Have you picked up a new and shiny foil shaver? If so, congrats! Now it’s time to get shaving. Learning how to use a foil shaver isn’t difficult, but it’s also not intuitive, especially if you’ve only shaved with manual razors before.
To help you make the most of this wonderful shaving tool, we’ve put together this step-by-step explanation on how to shave with a foil razor. If you have any questions, jump over to our “Contact” page, and welcome to the wonderful world of foil shavers! They’re the BEST.
Our 11-Step Guide to Using a Foil Shaver
In this step-by-step guide, we cover each element of shaving with a foil shaver in detail so you can feel totally prepared no matter your previous experience.
But first, a quick note: Check the battery on your shaver before you start reading this guide. If it’s low, plug it in now and it’ll be ready to use by the time you’re done reading. OK:
Step #1: Prepare Yourself
Since foil shavers can be used for dry shaving, it can be pretty tempting to just pick up your shaver and go to town. That, however, would be a mistake! Even with a capable foil shaver, there’s still a risk of cutting the skin, so it’s important to always start out clean and fresh.
At the very least, we recommend you wash with a beard or face wash. To wash, splash your face with water, and then dispense a bit of product in your palm. Massage your face with the face wash, and finally rinse it all away with a bit of lukewarm water. If you want to save time, you can do this in the shower, which will also allow the steam to soften your whiskers.
You can also take the chance to exfoliate your skin to remove dead skin cells (this is great for preventing ingrown hairs!) or apply a pre-shave oil for a smoother glide. If your foil shaver is waterproof, you can also use a shaving soap or cream to create a lather, for extra protection and cushioning.
Step #2: Trim if Necessary
If your facial hair is so long that you can’t even call it stubble anymore, chances are you’ll need to trim it before you can shave it off.
Most foil shavers are designed to only shave away very short hair, so they struggle with longer whiskers. A few deluxe models can handle up to a week’s worth of beard growth, but they’re quite rare.
You can use any kind of stubble trimmer, but you can also check to see if your foil shaver is designed with a pop-up trimmer. Those pop-up trimmers on foil shavers aren’t convenient on a regular basis, but they can be life-savers if you only need their help occasionally.
Step #3: Map Out Your Shave
Next, it’s good to have an action plan, especially if you’re new to shaving altogether. Foil shavers are designed to shave against the direction of hair growth, which is opposite to how we recommend shaving with manual razors.
That means you need to know in which direction your hair grows on different parts of the face. Here’s how it works for most men:
The hair on the cheeks, chin, and jawline grows downwards, so you’ll want to shave upwards;
The hair on the mustache area grows downwards in the center, and on an outwards diagonal above the corners of the lips;
The hair on the neck is the most complicated: At the top it grows downwards, on the sides it grows inwards, and at the bottom of the throat it grows upwards.
However, every face is a little different, so run your hands over your facial hair to identify your unique growth patterns. Once you have it figured out, shaving is easy—you’ll need to move your foil shaver in straight lines going in the opposite direction of growth.
Step #4: Start Where You’re Sensitive
Some guys like to start with the face and move down to their neck—that’s perfectly okay! However, if your foil shaver tends to heat up, you may want to start shaving the areas where you’re a little more sensitive. For most guys, that means starting with the neck, and then moving your way up to your face. Finally, you can finish off with the hard-to-reach mustache area.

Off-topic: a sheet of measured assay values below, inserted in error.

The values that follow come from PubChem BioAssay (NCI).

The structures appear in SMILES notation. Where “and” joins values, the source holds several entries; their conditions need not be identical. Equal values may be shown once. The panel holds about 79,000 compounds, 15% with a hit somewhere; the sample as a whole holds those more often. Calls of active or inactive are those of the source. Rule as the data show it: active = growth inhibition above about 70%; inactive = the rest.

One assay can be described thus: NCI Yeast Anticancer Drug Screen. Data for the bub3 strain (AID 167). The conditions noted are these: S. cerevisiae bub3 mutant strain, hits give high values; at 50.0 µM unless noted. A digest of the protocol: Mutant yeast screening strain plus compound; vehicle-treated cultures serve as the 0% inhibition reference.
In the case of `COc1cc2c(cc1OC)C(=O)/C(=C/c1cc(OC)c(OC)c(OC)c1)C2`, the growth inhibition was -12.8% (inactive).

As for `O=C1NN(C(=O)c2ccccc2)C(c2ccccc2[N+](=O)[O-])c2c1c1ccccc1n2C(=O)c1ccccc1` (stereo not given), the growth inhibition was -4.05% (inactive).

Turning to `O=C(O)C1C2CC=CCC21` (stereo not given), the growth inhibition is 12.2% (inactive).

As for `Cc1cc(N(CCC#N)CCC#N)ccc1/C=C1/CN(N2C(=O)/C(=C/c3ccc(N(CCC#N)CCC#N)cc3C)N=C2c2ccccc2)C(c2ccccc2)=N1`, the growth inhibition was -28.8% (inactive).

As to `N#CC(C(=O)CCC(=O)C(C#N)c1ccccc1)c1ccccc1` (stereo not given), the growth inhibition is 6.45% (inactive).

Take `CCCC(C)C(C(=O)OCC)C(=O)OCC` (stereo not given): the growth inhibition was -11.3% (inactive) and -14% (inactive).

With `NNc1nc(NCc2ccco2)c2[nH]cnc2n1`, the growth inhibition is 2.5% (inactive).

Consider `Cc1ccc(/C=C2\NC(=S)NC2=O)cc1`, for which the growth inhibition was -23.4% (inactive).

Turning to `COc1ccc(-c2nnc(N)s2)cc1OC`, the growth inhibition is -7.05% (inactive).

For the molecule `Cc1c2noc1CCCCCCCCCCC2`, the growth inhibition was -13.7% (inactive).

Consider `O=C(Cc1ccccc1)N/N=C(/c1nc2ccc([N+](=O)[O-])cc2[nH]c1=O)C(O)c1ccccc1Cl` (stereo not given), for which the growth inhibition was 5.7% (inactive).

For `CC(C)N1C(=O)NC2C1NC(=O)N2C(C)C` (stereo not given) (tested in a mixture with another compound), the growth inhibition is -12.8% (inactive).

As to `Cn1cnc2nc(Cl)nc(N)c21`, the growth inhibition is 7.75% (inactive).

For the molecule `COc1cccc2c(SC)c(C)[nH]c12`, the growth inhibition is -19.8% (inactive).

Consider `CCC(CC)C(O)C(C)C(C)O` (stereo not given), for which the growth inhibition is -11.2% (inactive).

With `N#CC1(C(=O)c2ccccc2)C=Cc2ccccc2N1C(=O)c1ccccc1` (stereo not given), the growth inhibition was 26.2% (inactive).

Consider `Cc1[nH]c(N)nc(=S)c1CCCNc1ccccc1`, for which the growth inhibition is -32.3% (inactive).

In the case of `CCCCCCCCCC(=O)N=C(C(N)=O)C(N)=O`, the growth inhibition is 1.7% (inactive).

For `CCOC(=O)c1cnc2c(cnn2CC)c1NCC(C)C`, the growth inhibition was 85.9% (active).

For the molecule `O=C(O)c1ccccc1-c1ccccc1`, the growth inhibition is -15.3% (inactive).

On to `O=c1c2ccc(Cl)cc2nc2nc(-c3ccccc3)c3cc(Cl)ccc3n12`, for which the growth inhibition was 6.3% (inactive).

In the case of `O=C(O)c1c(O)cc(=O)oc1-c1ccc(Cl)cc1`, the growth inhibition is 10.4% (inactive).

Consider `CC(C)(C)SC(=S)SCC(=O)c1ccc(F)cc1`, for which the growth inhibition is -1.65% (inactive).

We’ve titled this section, “Start Where You’re Sensitive,” but we know that there are a lot of guys out there who don’t have a sensitive area on their face, because their entire face is sensitive! If that’s the case, go slow and take it easy, and find what works for you. Make sure your face is clean when you shave, experiment with shaving soaps/creams for sensitive skin, and maybe consider an electric shaver designed for sensitive skin. Foil shavers are better than rotaries for sensitive skin, but if you find that neither works for you, you can always consider safety razors.
If you’ve got delicate skin, we feel your pain, and it can take a while to find what works for you!
Step #5: Know Your Angle
Here’s the part in our “How to Use a Foil Shaver” guide where the pedal hits the metal—where you actually shave.
To actually shave, you need to hold the foil shaver against your skin at a 90-degree angle. In other words, if you’re shaving your cheek, you should be holding the shaver so it’s fully horizontal and perpendicular to your face.
It can be a little odd at first if you’re used to cartridge razors, since you’re meant to hold them flush against the skin. However, once you get started, you’ll get used to it pretty quickly, and good foil shavers (like many of the models made by Braun) can make that transition pretty easy.
Step #6: Hold Your Skin Taut
In areas where you have folds or your skin is lax, you’ll want to hold your skin taut with the hand that’s not holding the razor. This will straighten out your skin so your shaver has a smoother path. It’ll prevent accidents and make sure that all hair is shaved off evenly.
Whether this is necessary also depends on the shape of your face. Some men may want to hold their skin taut for every stroke, while for others it may only be necessary for hard to reach spots like under the jawline. When shaving above the lip, you can stick your tongue to push the skin forward from below—it’s a little strange to get used to, but it achieves the same effect!
Step #7: Shave in Short Strokes
Now that you have an action plan and you understand at which angle to hold the shaver… It’s time to actually shave! Turn on your razor, and bring it against your skin. Immediately start moving it in short strokes going in one direction. To keep things gentle, make sure to apply as little pressure as possible.